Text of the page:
Appendix V

(2) accounts department : accountant, chief cashier, asstt. accountant, account clerks, clerks.

(3) Time-keeping department : group head, clerks.

(4) Filing department : group head, clerks.

(5) Typing department : steno-typists, typists.

(6) Telephone operators.

(9) Record-keeper and daftari.

(9a) Station clerk.

(10) Motor car staff : mechanic, drivers, cleaners

(11) Menial staff : peons, garden malies, chowkidars, sweepers, rejas temporary.'

2. The Employees Insurance Court held that the aforesaid workers were employees within the meaning of s. 2(9) of the Act. The company and the employees filed two separate appeals from this decision to the High Court of Bombay (Nagpur Bench) under s. 82 of the Act. Abhayankar, J. affirmed the finding of the Employees Insurance Court and dismissed the appeals. Letters Patent appeals from his orders were summarily dismissed by a Bench of the High Court. The company and the employees have now preferred two separate appeals to this Court by special leave.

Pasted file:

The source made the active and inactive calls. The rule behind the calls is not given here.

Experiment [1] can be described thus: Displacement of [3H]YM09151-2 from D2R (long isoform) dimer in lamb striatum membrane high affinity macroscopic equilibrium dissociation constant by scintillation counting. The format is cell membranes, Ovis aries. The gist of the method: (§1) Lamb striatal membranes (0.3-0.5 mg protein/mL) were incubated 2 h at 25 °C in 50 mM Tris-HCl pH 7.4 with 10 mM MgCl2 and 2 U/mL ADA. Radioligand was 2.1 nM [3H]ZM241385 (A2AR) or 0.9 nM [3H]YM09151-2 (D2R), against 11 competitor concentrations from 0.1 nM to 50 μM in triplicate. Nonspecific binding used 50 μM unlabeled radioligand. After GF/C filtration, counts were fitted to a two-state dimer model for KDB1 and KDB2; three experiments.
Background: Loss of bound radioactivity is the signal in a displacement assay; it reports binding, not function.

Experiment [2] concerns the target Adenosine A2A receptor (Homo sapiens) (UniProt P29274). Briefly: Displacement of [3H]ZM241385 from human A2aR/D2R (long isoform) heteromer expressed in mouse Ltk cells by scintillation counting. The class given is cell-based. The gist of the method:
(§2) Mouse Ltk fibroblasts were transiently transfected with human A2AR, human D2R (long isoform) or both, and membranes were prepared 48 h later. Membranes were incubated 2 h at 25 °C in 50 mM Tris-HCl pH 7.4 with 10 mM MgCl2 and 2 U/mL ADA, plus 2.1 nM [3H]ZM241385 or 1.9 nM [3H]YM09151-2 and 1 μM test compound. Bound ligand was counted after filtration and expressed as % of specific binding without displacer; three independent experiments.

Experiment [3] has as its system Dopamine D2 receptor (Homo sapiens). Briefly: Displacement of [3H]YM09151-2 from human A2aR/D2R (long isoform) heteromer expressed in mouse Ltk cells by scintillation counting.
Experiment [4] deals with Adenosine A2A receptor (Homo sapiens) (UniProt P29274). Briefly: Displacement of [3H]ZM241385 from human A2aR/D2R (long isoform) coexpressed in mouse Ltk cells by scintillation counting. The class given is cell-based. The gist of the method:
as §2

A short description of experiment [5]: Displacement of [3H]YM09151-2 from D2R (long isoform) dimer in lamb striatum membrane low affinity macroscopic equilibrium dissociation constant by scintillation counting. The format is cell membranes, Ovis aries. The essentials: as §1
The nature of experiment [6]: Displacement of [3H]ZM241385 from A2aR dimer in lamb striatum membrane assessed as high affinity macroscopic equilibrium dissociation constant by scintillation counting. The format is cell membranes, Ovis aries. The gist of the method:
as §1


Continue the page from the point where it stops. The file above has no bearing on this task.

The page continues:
3. The Nagpur Electric Light & Power Co., Ltd., occupies certain premises at Kamptee Road, Nagpur where it carries on the work of transforming and transmitting electrical energy. The premises are located within a compound wall. Inside the premises there are several buildings, yards and open spaces. The receiving station, the workshop, the meter testing department, the engineers' quarters, the general office, and stores are in different buildings inside the premises. The company does not generate electricity. It maintains a receiving station inside the premises where it receives electrical energy in bulk form the generating station of the Maharashtra Electricity Board at Khapparkhed. The energy when received is of 11,000 volts. From the receiving station, the energy is either carried through electric supply lines to a transformer and is stepped down to 3,300 volts and is then carried to the sub-stations in the city where it is again stepped down to 400 volts by other transformers, or is carried from the receiving station to sub-stations where it is stepped down directly from 11,000 to 400 volts. From the sub-stations, the energy is transmitted by electric supply lines and distributed to consumers. The first question is whether the company maintains a factory and if so, where its factory is located.